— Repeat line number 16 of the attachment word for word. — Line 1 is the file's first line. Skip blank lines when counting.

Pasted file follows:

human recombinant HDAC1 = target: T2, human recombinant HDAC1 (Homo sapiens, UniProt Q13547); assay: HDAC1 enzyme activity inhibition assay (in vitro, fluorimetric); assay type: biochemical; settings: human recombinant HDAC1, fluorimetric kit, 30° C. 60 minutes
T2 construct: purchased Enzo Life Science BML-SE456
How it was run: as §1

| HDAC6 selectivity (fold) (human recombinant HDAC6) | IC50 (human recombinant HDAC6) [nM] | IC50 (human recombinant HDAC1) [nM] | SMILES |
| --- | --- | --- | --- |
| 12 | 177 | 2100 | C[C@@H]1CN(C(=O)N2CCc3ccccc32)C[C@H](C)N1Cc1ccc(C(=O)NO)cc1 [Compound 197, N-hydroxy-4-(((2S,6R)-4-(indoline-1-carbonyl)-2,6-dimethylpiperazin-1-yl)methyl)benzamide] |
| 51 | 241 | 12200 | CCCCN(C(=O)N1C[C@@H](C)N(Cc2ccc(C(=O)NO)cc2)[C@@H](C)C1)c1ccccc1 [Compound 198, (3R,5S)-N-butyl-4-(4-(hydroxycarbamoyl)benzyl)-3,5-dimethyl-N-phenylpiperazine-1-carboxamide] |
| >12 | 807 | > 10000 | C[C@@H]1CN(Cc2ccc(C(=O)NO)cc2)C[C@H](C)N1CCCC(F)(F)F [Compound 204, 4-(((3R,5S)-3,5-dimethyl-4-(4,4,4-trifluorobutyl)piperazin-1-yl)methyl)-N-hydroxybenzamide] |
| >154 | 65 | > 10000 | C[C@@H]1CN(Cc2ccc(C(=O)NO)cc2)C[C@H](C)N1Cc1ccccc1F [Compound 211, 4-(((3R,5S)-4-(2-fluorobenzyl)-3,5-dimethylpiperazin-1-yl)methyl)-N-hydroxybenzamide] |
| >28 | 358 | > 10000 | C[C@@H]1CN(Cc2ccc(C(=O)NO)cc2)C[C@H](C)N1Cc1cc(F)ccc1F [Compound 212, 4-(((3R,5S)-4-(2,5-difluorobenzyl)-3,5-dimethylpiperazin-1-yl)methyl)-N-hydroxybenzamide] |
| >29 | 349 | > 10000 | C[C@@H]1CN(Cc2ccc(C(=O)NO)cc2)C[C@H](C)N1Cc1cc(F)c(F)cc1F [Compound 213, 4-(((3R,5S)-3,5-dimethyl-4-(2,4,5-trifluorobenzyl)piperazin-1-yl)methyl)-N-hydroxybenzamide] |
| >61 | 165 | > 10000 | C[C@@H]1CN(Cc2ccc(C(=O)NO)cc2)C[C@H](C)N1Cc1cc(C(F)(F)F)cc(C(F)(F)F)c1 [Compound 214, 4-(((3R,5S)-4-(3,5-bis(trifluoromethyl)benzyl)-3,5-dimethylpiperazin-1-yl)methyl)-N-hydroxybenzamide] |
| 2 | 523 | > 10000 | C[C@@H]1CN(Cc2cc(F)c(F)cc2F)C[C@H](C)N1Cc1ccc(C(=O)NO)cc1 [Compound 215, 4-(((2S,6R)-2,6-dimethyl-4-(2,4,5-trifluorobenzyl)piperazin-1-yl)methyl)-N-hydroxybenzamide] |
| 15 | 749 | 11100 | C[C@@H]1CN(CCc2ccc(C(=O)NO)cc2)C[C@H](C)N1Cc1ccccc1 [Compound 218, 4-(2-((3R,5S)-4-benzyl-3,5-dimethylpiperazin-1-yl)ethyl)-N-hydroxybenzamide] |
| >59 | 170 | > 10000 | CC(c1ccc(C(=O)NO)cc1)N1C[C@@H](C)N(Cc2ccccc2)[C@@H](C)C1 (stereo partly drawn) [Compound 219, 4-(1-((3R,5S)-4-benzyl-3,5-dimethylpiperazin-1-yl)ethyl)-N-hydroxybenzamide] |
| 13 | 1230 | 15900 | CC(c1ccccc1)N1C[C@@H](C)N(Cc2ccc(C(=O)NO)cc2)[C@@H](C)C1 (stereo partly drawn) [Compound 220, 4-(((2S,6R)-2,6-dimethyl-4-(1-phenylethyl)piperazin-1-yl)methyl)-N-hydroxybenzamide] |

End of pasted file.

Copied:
| 13 | 1230 | 15900 | CC(c1ccccc1)N1C[C@@H](C)N(Cc2ccc(C(=O)NO)cc2)[C@@H](C)C1 (stereo partly drawn) [Compound 220, 4-(((2S,6R)-2,6-dimethyl-4-(1-phenylethyl)piperazin-1-yl)methyl)-N-hydroxybenzamide] |